Back in the 90s, when Apatow and director Paul Feig were collaborating on the much-beloved TV series Freaks and Geeks, they would ask the actors and writers to recount the most embarrassing things that had ever happened to them, and sometimes incorporated these stories into the scripts. Even more than the bromance aspect, this focus on personal pain has been the defining characteristic of Apatow’s best movies, and it’s clearly been embraced by Wiig and her screenwriting partner, Annie Mumolo. The Annie of the movie never suffers more than when her friendship with Lillian is being upstaged by the rich and beautiful Helen. When Helen throws an engagement party for the bride at a swank country club in Chicago, the two rivals fight for the PA microphone and continuously one-up each other’s public declarations of affection for Lillian. But as the wedding nears, there’s no way Annie can compete with Helen’s bottomless bank account, and for her their contest turns into one humiliation after another.

Some of the funniest moments belong to the other three bridesmaids, however, and each of them represents a different take on femininity. Megan (Melissa McCarthy) is a big girl with a decidedly butch outlook; her idea for a bachelorette party is one with a Fight Club theme in which they get the bride in a room and “just beat the shit out of her.” Her opposite number is Becca (Ellie Kemper), a sweet and virginal thing whose romance with her boyfriend is so dainty that they both shower before sex. Rebecca is probably the least funny of the three, but she makes a great foil for Rita (Wendi McLendon-Covey), the disgruntled mom of three obnoxious boys. When Rebecca moons over the joys of motherhood, Rita tells her what it’s really like to have little men running around the house: “There is semen all over everything! I cracked a blanket in half.

Last Sunday the New York Times Magazine featured a piece about Wiig that revealed some of the fissures between the women who wrote the movie and the men who produced and directed it. Apatow pushed hard for wild physical comedy rather than quiet relationship humor (giving Wiig and Mumolo notes on the script, he panned one sedate dialogue scene and declared, “No, we’re not going to sit and talk”). For their part, the women initially resisted when Apatow and Feig pitched them the movie’s most vulgar, over-the-top sequence: shopping for their bridal dresses at a chic, white-carpeted fashion salon, the women come down with food poisoning from the “authentic” Brazilian restaurant Annie has just taken them to and are overtaken by vomiting and diarrhea, to the horror of the bejeweled shop owner. Onscreen it’s pretty damn funny, but it’s not the sort of thing you see in a Julia Roberts movie.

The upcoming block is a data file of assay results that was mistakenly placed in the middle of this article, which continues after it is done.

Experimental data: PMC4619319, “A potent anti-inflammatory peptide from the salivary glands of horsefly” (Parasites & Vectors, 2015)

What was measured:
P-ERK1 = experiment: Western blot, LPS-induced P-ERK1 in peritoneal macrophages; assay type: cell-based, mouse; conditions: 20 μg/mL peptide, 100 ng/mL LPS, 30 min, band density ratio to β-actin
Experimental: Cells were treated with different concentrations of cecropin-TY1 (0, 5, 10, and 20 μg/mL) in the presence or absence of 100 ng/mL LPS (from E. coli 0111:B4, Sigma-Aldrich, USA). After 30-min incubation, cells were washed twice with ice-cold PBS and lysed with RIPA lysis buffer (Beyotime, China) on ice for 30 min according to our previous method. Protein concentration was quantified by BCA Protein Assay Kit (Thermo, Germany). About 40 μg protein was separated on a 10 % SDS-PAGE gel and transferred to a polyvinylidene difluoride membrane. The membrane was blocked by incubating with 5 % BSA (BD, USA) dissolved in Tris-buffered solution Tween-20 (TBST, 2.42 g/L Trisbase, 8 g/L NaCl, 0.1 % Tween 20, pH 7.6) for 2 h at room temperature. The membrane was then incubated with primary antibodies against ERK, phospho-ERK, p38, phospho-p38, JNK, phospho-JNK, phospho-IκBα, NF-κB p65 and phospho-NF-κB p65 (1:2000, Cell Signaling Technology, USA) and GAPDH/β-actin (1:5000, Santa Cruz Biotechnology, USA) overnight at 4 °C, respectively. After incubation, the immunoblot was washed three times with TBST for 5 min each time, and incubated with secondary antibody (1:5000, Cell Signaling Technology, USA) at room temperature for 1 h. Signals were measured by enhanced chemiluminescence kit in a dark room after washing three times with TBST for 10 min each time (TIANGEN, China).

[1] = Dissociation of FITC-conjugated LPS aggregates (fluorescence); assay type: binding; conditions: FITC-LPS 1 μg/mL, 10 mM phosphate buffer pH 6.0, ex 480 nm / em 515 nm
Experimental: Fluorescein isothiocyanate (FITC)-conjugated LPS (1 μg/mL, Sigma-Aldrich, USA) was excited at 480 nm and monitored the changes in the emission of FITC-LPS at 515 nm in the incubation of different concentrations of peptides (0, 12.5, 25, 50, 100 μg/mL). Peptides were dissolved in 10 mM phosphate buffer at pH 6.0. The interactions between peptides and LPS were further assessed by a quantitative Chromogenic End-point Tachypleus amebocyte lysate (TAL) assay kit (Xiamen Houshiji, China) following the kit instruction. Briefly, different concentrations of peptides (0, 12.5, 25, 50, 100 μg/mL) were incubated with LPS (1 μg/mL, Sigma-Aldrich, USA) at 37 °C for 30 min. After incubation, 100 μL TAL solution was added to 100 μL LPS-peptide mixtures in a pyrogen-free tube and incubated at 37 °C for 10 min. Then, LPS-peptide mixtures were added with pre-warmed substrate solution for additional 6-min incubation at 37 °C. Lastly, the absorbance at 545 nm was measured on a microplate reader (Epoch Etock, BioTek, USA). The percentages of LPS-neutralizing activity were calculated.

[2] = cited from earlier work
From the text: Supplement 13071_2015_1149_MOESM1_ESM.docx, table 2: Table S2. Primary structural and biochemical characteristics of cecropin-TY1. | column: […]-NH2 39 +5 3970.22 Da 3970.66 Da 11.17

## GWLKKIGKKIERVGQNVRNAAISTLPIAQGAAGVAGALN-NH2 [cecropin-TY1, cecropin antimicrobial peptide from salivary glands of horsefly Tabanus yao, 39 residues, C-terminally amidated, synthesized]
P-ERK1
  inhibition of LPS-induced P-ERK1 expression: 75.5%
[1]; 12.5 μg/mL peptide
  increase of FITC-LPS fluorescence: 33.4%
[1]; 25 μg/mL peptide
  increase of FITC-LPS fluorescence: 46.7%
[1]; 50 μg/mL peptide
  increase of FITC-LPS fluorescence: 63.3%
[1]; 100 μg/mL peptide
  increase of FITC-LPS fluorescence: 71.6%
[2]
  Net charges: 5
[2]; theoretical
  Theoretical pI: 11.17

Bridesmaids defers to rom-com formula mainly through its boy-meets-girl subplot pairing Annie with Officer Rhodes, a charming Irish-American cop played by Chris O’Dowd. But even in this instance the standard gender dynamic has been turned on its head: the story arc here is girl meets boy, girl loses boy, girl gets boy. After the two fall into bed together, Annie wakes the next morning to find that Rhodes, in stark contrast to the selfish Ted, has gone out and bought baking supplies, hoping that the process of whipping up something in the kitchen will make her happy. Instead he hits a raw nerve and Annie walks out on him, telling him she made a mistake by spending the night. Now the man gets to be the wounded soul, and Annie learns how it feels to break someone’s heart. The peculiar alchemy of Bridesmaids is that, in letting women be like men and men be like women, it allows them all to be a little more like people. v